Mary/Marion (Weldon) Lindsay Toole

Among all of our closer relatives, probably the most colourful name was that of my great-aunt Mary /Marion/Marianne Weldon / Lindsay O’Toole /Stomm / Carr – and her life was at least as interesting.

Mary, as she was called by her family, was the youngest child of the ten children of Matthew Weldon and Catherine Quinn. She was born in Port Elizabeth in 1880, just a year later than my grandfather, John Charles Weldon. A confusing feature when I first came across her, was that she was not the only Mary Weldon of the family. There had been another some born years earlier, who had died aged just four or five. In keeping with common practice, the name was later repeated with another daughter. (My grandfather John Charles was likewise the second John in the family. John Flood Weldon had died when less than a year old).

Mary was just ten when her father Matthew died, but even while he was alive she is unlikely to have seen too much of him. After a colourful life of his own, Matthew had spend the last years of his life as a transport rider, serving especially the new malaria ridden gold fields in the Eastern Transvaal. There, he died in 1990, a mining camp called French Bob, near Barberton. After his death, his widow Catherine relocated to East London up the coast, presumably taking with her those of the children who had not yet left home – including Mary, and probably John Charles.

Ten years later, still only about twenty, she suffered two further bereavements. Early in 1990, her older brother Patrick Matthew died at Spioenkop (Natal), fighting for the British in the Anglo Boer War. A few months later, her mother also died, aged about sixty..

Just a couple of years later, in April 1902 she Charles Lindsay-Toone, who was then a lieutenant (presumably in the British army). Sometime within the next ten months, they must have made the move to England, because in February the following year, the birth was recorded of their daughter, Enid Rylda Aileen Lindsay – Toone, in Addlstone, Surrey. (Addlestone is just the neigbouring town to Woking, where I lived for a time early in my time in the UK).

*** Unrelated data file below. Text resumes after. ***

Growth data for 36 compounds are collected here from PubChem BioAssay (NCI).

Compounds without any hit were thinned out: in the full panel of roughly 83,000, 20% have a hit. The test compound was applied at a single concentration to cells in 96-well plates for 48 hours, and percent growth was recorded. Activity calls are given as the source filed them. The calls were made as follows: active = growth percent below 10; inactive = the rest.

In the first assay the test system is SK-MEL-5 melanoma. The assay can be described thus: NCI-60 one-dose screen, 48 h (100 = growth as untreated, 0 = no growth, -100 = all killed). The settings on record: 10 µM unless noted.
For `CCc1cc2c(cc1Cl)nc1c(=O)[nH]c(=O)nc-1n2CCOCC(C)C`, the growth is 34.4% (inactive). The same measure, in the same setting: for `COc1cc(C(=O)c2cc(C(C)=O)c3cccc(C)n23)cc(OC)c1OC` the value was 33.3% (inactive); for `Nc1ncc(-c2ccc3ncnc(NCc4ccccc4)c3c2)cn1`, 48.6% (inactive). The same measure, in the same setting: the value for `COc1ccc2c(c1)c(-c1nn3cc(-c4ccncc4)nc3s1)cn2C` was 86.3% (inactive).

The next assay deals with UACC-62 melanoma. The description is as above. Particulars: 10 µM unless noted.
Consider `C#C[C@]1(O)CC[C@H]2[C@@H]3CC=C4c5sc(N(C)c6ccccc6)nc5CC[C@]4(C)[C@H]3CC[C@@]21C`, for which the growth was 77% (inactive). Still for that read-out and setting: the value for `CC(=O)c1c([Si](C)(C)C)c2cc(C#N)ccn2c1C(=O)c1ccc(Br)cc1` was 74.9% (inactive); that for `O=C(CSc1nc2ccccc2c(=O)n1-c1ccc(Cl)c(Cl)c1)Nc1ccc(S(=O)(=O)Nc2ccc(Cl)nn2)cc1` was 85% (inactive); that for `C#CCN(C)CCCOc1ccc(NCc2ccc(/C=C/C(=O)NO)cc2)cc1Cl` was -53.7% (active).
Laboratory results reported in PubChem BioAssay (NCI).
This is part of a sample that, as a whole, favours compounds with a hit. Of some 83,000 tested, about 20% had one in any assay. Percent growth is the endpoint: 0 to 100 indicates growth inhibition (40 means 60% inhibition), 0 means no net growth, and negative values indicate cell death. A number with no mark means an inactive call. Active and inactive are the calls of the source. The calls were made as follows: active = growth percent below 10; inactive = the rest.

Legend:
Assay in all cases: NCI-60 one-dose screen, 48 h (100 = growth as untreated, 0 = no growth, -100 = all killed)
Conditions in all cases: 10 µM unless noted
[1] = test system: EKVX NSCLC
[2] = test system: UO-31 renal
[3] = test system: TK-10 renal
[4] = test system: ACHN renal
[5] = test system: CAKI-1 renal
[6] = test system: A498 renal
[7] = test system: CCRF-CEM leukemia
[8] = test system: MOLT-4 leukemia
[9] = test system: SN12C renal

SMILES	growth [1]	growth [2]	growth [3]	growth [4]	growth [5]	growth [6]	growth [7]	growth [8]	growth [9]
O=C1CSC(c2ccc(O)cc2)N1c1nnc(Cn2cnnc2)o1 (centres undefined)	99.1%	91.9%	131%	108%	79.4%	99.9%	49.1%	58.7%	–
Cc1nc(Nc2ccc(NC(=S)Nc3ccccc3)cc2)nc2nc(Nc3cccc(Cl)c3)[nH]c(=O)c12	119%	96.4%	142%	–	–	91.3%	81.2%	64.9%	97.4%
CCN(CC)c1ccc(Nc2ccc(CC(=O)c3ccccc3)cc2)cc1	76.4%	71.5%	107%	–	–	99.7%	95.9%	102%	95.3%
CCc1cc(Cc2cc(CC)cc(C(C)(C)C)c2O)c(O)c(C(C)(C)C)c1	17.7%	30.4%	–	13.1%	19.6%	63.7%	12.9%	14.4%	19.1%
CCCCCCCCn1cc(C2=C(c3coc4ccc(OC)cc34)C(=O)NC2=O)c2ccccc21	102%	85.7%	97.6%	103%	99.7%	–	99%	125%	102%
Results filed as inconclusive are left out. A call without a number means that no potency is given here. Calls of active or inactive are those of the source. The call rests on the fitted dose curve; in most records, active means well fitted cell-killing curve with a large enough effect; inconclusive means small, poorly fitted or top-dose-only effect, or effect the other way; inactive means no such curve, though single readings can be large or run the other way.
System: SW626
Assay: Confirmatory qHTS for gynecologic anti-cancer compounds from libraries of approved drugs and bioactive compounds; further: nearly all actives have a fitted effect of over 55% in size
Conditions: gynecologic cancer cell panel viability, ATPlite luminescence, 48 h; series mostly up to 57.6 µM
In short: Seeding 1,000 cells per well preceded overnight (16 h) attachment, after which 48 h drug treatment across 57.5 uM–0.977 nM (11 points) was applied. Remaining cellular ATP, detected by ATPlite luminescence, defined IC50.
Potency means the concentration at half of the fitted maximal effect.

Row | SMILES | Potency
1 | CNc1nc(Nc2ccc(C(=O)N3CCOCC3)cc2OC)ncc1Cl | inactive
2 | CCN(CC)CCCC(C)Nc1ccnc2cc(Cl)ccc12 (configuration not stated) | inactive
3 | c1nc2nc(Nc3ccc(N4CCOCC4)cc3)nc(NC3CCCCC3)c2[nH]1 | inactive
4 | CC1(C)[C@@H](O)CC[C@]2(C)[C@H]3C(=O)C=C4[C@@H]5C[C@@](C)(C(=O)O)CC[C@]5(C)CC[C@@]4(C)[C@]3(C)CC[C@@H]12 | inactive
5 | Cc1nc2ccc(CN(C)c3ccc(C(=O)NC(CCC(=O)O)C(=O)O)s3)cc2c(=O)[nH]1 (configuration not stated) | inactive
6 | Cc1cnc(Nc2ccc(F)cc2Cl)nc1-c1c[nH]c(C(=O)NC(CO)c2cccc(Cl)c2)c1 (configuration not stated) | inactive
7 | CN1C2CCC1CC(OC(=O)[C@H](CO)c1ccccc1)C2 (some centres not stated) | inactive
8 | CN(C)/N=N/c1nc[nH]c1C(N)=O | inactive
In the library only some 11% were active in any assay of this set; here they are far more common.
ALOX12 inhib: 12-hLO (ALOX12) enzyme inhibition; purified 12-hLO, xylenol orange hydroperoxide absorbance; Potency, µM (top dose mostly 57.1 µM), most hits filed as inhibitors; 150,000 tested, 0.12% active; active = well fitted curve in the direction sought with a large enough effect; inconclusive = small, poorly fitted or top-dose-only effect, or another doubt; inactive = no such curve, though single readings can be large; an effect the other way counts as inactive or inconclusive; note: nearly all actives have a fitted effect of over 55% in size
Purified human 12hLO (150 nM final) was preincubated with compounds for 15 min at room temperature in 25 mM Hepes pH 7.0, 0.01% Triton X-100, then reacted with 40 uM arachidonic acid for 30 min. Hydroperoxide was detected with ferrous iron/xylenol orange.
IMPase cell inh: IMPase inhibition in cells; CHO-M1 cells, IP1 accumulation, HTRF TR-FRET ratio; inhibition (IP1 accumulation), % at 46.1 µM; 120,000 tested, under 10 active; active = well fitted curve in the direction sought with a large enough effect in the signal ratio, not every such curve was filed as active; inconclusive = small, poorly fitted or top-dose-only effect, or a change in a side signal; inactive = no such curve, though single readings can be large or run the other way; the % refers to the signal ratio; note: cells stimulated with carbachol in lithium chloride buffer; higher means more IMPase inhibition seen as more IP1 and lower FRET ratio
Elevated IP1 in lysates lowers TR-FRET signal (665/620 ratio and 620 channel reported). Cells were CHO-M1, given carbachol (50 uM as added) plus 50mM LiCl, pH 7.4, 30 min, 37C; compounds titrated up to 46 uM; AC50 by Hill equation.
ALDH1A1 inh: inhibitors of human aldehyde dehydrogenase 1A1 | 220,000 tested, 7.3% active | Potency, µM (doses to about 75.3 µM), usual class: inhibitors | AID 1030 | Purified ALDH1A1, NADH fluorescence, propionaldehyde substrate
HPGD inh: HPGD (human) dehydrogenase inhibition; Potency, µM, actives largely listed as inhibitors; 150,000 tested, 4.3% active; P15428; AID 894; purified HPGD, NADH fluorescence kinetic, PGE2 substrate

However, the marriage did not last. In 1914 she divorced Charles and in 1917 married the rather grandly named Count Paul William John Augustin Stomm, and by the following year they were living in a property near Guildford called “Shoelands“, which is now a listed building. I have no information on the issues around the divorce and remarriage, but suspect it may have had something to do with her acting career, and the relative status of the two men concerned: on the one hand, an army lieutetant, on the other, a “count” (at least, as described in a note in the National Portrait Gallery).

At some point after her arrival in England, but before the divorce, Mary (who by now preferred to be known as “Marion”, began an acting career – described in some sources, as in “musical theatre”. There is confirmation of this in the National Portrait Gallery, which has in its “Theatre and live entertainment” collection, three photographs of Marion Lindsay Toole. On Ancestry UK, the Shaw Halett family tree states that she :

 Went on stage as Miss Marion Lindsay. Was one of the original Gibson Girls. 13 of the most beautiful women in England. [In the production, Gaiety Girls]

The National Portrait Gallery has three photographs in its “theatre and live entertainment” collection.

Elsewhere, there is a pencil sketch by Norman Lindsay of the “Gaiety Girls”. It’s fair to say this is somewhat risque, rather than mainstream serious theatre.

Artwork by Norman Lindsay, Gaiety Girls, Made of pencil drawing

Her marriage to Stomm ended with his death in 1923 , Many years later, she married again, to Phillip Carr in 1944.

Ten years later, in 1954 shee died in Richmond, Surrey,

EmmaWilliamson, world traveller?

My grandmother, Sarah Williamson Sussens, came from a long line of what she referred to as “Cape Dutch”. As a child during the Anglo Boer War, she had been held in one of the notorious concentration camps. Her father, Jan Gerrit Bantjes and grandfather had been taken prisoner by the British at Paardeberg, in the same war. Later, he was influential in introducing the Apostoliese Geloofsending (Apostolic Faith Mission) church to the Transvaal Republic. A great uncle, Jan Gerrit Bantjes, is credited with having made the first significant gold reef on the Witwatersrand, two years before the discovery of the main reef in 1886. At least two streets in Johannesburg carry her maiden name – Bantjes Avenue in Discovery, and Bantjes Streeet in Benrose. Earlier, her great-great-grandfather had played a prominent part in the Great Trek.

Among the other lines of her ancestry are numerous other familiar Afrikaans names. Her mother was a Swanepoel,, her grandmother a Kruger. great-grandmothers were a Viljoen and a Nienaber. Earlier still, there had been Venters, Vorsters, Joostens and more. So how did this woman of such clearly Afrikaner stock come to have such a distinctly English name – Sarah Williamson Sussens? The story begins with Emma Williamson (1828 – 1878), a woman who seems to have been remarkably well travelled for the mid-19th century. To get there, I’ll work backwards from my grandmother.

The “Sussens” is easily explained. Sarah Williamson Bantjes married Clarence Sussens, who although born in South Africa had English grandparents. Sarah’s paternal grandmother shared her first names, Sarah Williamson , with the surname Frantz: still not Afrikaans, but also not English. That’s because it was German in origin. Sarah Williamson Frantz got her middle name from her mother, Emma Williamson, who was born in Derbyshire, England, in 1828.